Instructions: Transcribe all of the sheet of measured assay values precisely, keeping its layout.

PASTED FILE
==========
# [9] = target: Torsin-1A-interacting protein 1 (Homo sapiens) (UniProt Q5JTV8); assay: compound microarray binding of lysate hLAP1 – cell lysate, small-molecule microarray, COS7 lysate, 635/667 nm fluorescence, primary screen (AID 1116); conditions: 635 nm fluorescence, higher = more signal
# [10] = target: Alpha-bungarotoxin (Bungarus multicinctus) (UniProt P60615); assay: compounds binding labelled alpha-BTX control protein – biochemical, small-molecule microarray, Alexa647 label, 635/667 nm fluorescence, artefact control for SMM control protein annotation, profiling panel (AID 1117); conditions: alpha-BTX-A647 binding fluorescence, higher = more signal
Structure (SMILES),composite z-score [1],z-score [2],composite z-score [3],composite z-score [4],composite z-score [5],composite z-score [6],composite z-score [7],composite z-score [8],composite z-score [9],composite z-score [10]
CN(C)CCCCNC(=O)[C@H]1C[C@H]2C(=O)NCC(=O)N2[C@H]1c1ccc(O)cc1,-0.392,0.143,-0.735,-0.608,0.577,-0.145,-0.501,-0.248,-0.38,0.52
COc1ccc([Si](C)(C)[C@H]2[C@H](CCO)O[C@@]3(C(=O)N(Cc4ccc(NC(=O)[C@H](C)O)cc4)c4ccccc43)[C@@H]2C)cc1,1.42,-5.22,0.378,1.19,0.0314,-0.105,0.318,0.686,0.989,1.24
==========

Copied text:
# [9] = target: Torsin-1A-interacting protein 1 (Homo sapiens) (UniProt Q5JTV8); assay: compound microarray binding of lysate hLAP1 – cell lysate, small-molecule microarray, COS7 lysate, 635/667 nm fluorescence, primary screen (AID 1116); conditions: 635 nm fluorescence, higher = more signal
# [10] = target: Alpha-bungarotoxin (Bungarus multicinctus) (UniProt P60615); assay: compounds binding labelled alpha-BTX control protein – biochemical, small-molecule microarray, Alexa647 label, 635/667 nm fluorescence, artefact control for SMM control protein annotation, profiling panel (AID 1117); conditions: alpha-BTX-A647 binding fluorescence, higher = more signal
Structure (SMILES),composite z-score [1],z-score [2],composite z-score [3],composite z-score [4],composite z-score [5],composite z-score [6],composite z-score [7],composite z-score [8],composite z-score [9],composite z-score [10]
CN(C)CCCCNC(=O)[C@H]1C[C@H]2C(=O)NCC(=O)N2[C@H]1c1ccc(O)cc1,-0.392,0.143,-0.735,-0.608,0.577,-0.145,-0.501,-0.248,-0.38,0.52
COc1ccc([Si](C)(C)[C@H]2[C@H](CCO)O[C@@]3(C(=O)N(Cc4ccc(NC(=O)[C@H](C)O)cc4)c4ccccc43)[C@@H]2C)cc1,1.42,-5.22,0.378,1.19,0.0314,-0.105,0.318,0.686,0.989,1.24